Several decades ago one of the most brilliant minds this world has given us left us. Albert Einstein is one of the best-known scientists in our recent history. We are not only talking about a privileged mind, but also about a figure admired and respected in all parts of the planet. The creator of the Theory of Relativity became one of the references in the field of research and every time someone mentions his name, you can’t help but have a broad respect for his work.
However, this has not always been the case. Or at least, it was not this feeling that won him the Nobel Prize. Even There is a debate about the reason that could lead the Nobel committee not to award him the award for his Theory of Relativity. Against all odds, or at least against everything that could be expected, the scientist won the Nobel Prize for the photoelectric effect, a project much less well known than the theory that gave him fame.
Einstein’s Theory of Relativity that never won a Nobel
In November 1919, several scientists certified that general relativity had been approved, thus allowing Einstein to become a benchmark in the world of science. The announcement by astrophysicist Arthur Eddington and Nobel laureate President of the Royal Society JJ Thomson broke this news. No one could believe that the greatest prize that could be awarded did not fall into his hands.
However, and despite the announcement of these scientists, a group of philosophers of science concluded years later that Einstein’s results could be contradictory. “It could only be argued that they confirmed Einstein’s theory if many of the measurements were ignored”, assured from this group. A blow that, of course, took the prize away from the hands of the creator of the Theory of Relativity.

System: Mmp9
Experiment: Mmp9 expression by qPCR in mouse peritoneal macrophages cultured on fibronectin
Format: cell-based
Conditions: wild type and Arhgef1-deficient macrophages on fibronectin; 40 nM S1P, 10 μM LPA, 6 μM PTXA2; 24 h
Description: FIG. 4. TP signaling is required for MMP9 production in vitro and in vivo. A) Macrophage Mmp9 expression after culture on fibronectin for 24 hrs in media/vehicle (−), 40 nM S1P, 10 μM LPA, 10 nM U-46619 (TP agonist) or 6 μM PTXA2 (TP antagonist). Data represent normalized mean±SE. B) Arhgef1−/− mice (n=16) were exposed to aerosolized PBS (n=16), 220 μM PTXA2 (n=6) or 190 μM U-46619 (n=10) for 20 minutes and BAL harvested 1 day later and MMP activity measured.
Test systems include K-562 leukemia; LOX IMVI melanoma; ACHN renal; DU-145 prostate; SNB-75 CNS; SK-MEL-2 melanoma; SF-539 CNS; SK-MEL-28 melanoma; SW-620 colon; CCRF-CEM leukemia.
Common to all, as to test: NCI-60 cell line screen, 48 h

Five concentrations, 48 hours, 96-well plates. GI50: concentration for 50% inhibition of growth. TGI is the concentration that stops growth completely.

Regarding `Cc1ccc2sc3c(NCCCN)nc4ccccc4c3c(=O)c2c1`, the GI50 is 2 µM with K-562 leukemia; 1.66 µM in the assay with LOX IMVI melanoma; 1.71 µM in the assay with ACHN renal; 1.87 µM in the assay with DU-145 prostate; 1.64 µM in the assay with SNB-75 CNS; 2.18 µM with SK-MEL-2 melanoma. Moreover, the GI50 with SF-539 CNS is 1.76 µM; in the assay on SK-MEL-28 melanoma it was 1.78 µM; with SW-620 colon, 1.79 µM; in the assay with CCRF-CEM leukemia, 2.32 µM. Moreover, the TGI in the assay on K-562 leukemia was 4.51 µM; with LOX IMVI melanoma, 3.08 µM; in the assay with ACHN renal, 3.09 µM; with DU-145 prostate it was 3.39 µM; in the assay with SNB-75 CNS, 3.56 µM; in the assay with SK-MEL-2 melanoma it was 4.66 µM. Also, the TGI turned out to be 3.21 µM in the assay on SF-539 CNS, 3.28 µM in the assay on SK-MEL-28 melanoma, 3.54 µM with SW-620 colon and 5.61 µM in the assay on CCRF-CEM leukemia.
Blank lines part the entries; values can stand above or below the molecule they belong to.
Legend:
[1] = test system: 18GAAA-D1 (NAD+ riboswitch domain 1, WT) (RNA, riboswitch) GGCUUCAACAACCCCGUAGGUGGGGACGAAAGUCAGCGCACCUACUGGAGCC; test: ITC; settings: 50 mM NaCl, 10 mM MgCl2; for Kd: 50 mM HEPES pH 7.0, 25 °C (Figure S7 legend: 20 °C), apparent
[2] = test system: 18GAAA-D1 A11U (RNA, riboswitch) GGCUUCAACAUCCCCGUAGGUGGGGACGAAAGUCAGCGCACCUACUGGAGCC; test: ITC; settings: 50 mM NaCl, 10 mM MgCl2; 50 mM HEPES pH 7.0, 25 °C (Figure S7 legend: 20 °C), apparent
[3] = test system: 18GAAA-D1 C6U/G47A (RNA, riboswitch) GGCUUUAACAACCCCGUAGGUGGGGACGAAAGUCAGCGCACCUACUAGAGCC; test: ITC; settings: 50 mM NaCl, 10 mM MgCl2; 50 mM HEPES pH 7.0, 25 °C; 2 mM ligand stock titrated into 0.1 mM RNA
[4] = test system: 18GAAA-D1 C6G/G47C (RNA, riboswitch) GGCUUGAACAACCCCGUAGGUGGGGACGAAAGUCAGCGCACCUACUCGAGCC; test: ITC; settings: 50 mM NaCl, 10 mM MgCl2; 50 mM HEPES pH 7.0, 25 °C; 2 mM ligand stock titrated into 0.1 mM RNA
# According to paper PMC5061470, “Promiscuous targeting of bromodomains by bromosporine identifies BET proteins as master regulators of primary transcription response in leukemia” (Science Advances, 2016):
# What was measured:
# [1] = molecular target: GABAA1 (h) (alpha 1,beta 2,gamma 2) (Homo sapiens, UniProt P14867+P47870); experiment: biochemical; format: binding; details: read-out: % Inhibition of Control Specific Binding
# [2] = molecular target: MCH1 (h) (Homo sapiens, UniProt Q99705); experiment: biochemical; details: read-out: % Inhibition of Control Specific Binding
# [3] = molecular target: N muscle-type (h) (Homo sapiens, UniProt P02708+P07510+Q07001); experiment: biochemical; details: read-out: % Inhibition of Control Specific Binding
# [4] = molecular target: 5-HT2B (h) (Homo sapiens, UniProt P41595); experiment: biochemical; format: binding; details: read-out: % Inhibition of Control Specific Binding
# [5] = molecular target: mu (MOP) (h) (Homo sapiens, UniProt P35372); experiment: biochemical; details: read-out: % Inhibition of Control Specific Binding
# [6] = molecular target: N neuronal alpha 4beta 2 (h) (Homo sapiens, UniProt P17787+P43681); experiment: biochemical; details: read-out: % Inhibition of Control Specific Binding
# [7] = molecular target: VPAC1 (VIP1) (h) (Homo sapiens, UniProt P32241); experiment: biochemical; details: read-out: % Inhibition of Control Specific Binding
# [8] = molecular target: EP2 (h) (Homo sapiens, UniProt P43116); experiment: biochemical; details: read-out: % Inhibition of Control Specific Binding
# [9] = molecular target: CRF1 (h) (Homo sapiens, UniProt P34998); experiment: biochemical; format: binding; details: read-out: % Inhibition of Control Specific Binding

These statements, how could it be otherwise, caused the field of science to launch itself against the scientists who supported Albert Einstein’s theory and accused them of painting the results. At that time, the debate became practically unsustainable. However, and in the midst of a battle to see who was right, two astronomers from the Cambridge Institute of Astronomy, rThey analyzed both studies, both the one that confirmed Einstein’s theory and the one that denied it. Ultimately, they concluded that Eddington and Thomson were right, and therefore so was Einstein’s theory. Everything pointed to Einstein was getting closer to the award but it was not for him.
It was not known why he was not the lucky one until 1974, when the Nobel Foundation opened the archives to find out the answer. Then it became known that Einstein was nominated 62 times in two years for the Nobel Prize. Okay, but why didn’t he win? Apparently back then the committee that decided who was awarded the prize was not very inclined to accept any kind of nomination that came from the field of theoretical physics.
International support, in any case, was widespread. However, Sweden feared that the Theory of Relativity could somehow alter traditional values. Experts who rejected his candidacy, reports against it and many debates that ultimately ended even leaving the 1921 Physics Nobel Prize empty in order not to award it to Einstein.
After a resignation in the committee, Carl Wilhelm Oseen happened to fill that vacancy, and promoted his candidacy. Of course, not because of the theory that everyone wanted, but because of the photoelectric effect. Thanks to him, theoretical physics was able to have a place in the Nobel Prizes and, how could it be otherwise, he did it hand in hand with Einstein.
We want to thank the writer of this article for this remarkable material
Albert Einstein and the reason that made the scientist win the Nobel but not for the Theory of Relativity